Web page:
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Back in the 70's I was working for Northern Telecom (Nortel Networks). I attended a digital electronics course and part of the course dealt with LED's and flip flops.

One of the tasks we had to perform was called Running a one through a field of zeros. In this example we have six LEDs that are turned off and each LED had to be turned on then off through the entire sequence of LEDs.

It was a lot of wiring and I probably could not do it today and why would I? Using the Arduino board is so much easier!

This example is for beginners or the curious.

If you want to try this example you will need the following parts:

6 LEDs.

6 330 ohm resistors.

1 Arduino Clone.

7 jumper cables.

1 Breadboard.

You can power this example through the USB port.

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Here is the code: You can copy and paste into your IDE.

/* Running a one through a field of zeros This example code is in the public domain. */

// give the LEDs a name and assign them a number:

int led1 = 2;

int led2 = 3;

int led3 = 4;

int led4 = 5;

int led5 = 6;

int led6 = 7;

// the setup routine runs once when you press reset:

void setup() {

// initialize the digital pins as output.

pinMode(led1, OUTPUT);

pinMode(led2, OUTPUT);

pinMode(led3, OUTPUT);

pinMode(led4, OUTPUT);

pinMode(led5, OUTPUT);

pinMode(led6, OUTPUT);

}

// the loop routine runs over and over again forever:

void loop()

{ digitalWrite(led1, HIGH); // turn the LED on (HIGH is the voltage level)

delay(50); // wait

digitalWrite(led1, LOW); // turn the LED off by making the voltage LOW

delay(50); // wait

digitalWrite(led2, HIGH); // turn the LED on (HIGH is the voltage level)

delay(50); // wait

digitalWrite(led2, LOW); // turn the LED off by making the voltage LOW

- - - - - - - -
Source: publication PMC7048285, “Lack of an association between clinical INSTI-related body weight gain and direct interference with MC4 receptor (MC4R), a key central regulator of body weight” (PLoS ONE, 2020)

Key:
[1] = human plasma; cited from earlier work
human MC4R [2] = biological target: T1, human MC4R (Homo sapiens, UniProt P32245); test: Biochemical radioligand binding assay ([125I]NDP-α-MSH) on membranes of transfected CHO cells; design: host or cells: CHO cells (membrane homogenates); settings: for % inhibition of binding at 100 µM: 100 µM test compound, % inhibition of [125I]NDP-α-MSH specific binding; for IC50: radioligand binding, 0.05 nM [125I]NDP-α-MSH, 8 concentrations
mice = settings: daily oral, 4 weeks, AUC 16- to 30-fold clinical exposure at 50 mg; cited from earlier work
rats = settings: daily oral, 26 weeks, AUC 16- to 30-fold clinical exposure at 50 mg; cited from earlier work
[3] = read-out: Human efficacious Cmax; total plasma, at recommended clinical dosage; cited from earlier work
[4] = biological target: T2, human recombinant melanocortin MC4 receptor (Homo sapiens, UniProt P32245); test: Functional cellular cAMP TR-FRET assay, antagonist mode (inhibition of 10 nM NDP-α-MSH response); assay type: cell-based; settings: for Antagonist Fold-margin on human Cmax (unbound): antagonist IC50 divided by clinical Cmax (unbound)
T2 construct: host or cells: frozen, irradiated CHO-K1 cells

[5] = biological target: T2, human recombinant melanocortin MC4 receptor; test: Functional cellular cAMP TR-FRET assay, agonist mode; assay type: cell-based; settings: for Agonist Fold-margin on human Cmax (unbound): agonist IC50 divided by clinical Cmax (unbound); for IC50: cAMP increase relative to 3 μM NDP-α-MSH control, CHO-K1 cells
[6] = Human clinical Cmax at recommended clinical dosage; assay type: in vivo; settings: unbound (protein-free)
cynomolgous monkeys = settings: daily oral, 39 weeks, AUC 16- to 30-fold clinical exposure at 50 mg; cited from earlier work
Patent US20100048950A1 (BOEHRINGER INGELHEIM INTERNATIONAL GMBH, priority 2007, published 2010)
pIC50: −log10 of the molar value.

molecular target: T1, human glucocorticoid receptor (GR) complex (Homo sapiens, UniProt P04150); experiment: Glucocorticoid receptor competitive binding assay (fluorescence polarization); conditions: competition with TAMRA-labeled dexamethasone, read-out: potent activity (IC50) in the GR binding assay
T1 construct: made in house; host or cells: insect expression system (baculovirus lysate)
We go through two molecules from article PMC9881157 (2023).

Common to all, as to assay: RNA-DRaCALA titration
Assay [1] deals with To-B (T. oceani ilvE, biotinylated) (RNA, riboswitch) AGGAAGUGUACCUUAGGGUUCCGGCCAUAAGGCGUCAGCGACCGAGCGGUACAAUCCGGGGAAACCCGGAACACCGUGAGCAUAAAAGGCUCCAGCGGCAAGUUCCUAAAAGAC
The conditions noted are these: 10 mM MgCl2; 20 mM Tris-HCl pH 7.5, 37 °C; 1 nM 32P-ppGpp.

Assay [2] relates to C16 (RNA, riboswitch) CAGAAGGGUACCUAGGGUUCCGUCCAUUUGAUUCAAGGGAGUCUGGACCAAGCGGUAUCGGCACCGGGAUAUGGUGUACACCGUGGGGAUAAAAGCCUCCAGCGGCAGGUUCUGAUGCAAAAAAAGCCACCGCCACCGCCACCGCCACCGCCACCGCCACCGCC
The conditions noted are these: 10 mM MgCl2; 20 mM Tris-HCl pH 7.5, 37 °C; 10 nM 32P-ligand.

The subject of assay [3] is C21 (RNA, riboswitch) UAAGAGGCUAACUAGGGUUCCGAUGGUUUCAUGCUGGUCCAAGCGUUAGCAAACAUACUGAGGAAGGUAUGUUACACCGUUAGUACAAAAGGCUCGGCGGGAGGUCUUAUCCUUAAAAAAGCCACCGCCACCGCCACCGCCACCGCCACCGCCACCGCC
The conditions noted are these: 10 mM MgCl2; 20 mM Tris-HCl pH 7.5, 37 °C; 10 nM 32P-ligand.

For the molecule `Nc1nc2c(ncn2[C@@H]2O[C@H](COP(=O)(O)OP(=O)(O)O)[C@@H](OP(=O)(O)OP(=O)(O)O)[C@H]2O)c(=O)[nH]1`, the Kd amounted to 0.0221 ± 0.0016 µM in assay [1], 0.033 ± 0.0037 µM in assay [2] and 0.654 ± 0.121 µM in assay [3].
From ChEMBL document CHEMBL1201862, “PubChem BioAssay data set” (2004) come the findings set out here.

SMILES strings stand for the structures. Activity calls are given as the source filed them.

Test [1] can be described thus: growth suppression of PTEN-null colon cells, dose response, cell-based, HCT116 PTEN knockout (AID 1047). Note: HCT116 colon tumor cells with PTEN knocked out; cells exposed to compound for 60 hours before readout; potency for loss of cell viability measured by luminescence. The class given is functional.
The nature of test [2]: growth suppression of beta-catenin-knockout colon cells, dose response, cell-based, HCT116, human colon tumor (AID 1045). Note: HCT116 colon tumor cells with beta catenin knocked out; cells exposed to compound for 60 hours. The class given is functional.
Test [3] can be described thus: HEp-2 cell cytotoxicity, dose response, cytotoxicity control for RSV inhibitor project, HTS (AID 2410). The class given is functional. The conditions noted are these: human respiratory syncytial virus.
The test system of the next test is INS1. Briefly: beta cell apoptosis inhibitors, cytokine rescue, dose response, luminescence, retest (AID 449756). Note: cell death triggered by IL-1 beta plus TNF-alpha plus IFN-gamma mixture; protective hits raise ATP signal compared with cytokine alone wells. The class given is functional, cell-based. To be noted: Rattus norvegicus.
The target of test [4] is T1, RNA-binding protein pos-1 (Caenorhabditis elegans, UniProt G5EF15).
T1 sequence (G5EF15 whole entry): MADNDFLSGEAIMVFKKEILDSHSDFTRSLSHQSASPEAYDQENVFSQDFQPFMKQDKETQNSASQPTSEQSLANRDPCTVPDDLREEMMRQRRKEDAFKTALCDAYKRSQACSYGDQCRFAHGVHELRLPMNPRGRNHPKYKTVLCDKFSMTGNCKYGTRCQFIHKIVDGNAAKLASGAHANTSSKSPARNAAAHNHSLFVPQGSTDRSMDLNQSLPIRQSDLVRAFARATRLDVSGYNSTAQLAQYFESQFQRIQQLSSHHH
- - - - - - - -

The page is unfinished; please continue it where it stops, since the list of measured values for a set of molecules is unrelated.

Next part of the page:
delay(50); // wait

digitalWrite(led3, HIGH); // turn the LED on (HIGH is the voltage level)

delay(50); // wait

digitalWrite(led3, LOW); // turn the LED off by making the voltage LOW

delay(50); // wait

digitalWrite(led4, HIGH); // turn the LED on (HIGH is the voltage level)

delay(50); // wait

digitalWrite(led4, LOW); // turn the LED off by making the voltage LOW

delay(50); // wait

digitalWrite(led5, HIGH); // turn the LED on (HIGH is the voltage level)

delay(50); // wait

digitalWrite(led5, LOW); // turn the LED off by making the voltage LOW

delay(50); // wait

digitalWrite(led6, HIGH); // turn the LED on (HIGH is the voltage level)

delay(50); // wait

digitalWrite(led6, LOW); // turn the LED off by making the voltage LOW

delay(50); // wait

}

Making things do stuff by writing code is SO much easier!

If you want another challenge try running a zero through a field of ones by changing the code!

I'm sorry for my double comments. I'm typing in the windows phone app that's not really working as it should. I'll remove the comments when I get to the computer. It would be easier for you to use an array for the led pins. This way you can iterate through them using a for loop. Like that your code wouldn't need repetition, so it would be easier to write and to make changes.
<p>Hey. Post the code for the array....It would give people an option they can try.</p><p>Thanks!</p>
<p>Here's the code for the array. It does compile, but I didn't do any further testing (too lazy to make a project in 123circuits :) ). All should work fine.</p><p>/***** START OF CODE *****/<br>/* Running a one through a field of zeros This example code is in the public domain. */<br>// Make an array holding the pins numbers to which the LEDs are connected<br>char led[6] = { 2, 3, 4, 5, 6, 7 };<br><br>// the setup routine runs once when you press reset:<br>void setup() {<br> // for loop is used to access every LED pin (indexes 0-5)<br> for (char i=0; i&lt;6; i++) {<br> // initialize the digital pin (with index i) as output.<br> pinMode(led[i], OUTPUT);<br> }<br>}<br><br>// the loop routine runs over and over again forever:<br>void loop() { <br> // turn LED on, wait a bit then turn it OFF<br> // the for loop takes care of running all the LEDs in sequence<br> for (char i=0; i&lt;6; i++) {<br> // turn the LED (with index i) on (HIGH is the voltage level)<br> digitalWrite(led[i], HIGH); <br> // wait 50 milliseconds<br> delay(50); <br> // turn the LED (with index i) off by making the voltage LOW<br> digitalWrite(led[i], LOW); <br> }<br>}<br>/***** END OF CODE *****/</p>
<p>Yes, thank you!</p><p>This looks great!</p><p>So if anyone wants to try using an array just put rutcorn's code in place of mine and you can see how arrays work...</p><p>Great work Rutcorn!!</p>
<p>You're welcome! I'm happy to be of help.</p>
<p>Thanks for the reply. Yes it would make things easier, however I made this as an example for beginners and wanted to keep it straight forward as possible.</p>

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